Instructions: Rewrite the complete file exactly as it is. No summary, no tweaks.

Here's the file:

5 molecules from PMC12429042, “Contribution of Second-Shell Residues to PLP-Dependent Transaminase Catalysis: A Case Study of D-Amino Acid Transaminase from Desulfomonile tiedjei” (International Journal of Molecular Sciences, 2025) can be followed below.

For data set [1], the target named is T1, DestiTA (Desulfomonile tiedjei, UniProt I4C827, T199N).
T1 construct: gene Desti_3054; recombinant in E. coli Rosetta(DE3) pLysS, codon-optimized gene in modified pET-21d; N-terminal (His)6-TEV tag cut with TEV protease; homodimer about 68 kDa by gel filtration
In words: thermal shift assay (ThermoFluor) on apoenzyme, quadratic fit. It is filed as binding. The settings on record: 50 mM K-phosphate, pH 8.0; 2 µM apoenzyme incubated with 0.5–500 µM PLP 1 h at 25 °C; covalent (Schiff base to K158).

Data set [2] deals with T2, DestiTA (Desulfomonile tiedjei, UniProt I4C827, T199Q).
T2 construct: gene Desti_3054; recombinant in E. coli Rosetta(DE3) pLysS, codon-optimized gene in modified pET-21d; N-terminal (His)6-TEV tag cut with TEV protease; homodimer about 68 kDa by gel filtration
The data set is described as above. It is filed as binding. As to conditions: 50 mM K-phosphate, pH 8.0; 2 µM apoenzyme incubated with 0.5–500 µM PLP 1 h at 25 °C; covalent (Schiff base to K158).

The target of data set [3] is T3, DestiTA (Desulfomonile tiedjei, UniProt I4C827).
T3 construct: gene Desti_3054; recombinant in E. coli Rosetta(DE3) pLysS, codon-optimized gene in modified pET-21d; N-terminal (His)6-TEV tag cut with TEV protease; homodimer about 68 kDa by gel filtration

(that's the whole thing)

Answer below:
5 molecules from PMC12429042, “Contribution of Second-Shell Residues to PLP-Dependent Transaminase Catalysis: A Case Study of D-Amino Acid Transaminase from Desulfomonile tiedjei” (International Journal of Molecular Sciences, 2025) can be followed below.

For data set [1], the target named is T1, DestiTA (Desulfomonile tiedjei, UniProt I4C827, T199N).
T1 construct: gene Desti_3054; recombinant in E. coli Rosetta(DE3) pLysS, codon-optimized gene in modified pET-21d; N-terminal (His)6-TEV tag cut with TEV protease; homodimer about 68 kDa by gel filtration
In words: thermal shift assay (ThermoFluor) on apoenzyme, quadratic fit. It is filed as binding. The settings on record: 50 mM K-phosphate, pH 8.0; 2 µM apoenzyme incubated with 0.5–500 µM PLP 1 h at 25 °C; covalent (Schiff base to K158).

Data set [2] deals with T2, DestiTA (Desulfomonile tiedjei, UniProt I4C827, T199Q).
T2 construct: gene Desti_3054; recombinant in E. coli Rosetta(DE3) pLysS, codon-optimized gene in modified pET-21d; N-terminal (His)6-TEV tag cut with TEV protease; homodimer about 68 kDa by gel filtration
The data set is described as above. It is filed as binding. As to conditions: 50 mM K-phosphate, pH 8.0; 2 µM apoenzyme incubated with 0.5–500 µM PLP 1 h at 25 °C; covalent (Schiff base to K158).

The target of data set [3] is T3, DestiTA (Desulfomonile tiedjei, UniProt I4C827).
T3 construct: gene Desti_3054; recombinant in E. coli Rosetta(DE3) pLysS, codon-optimized gene in modified pET-21d; N-terminal (His)6-TEV tag cut with TEV protease; homodimer about 68 kDa by gel filtration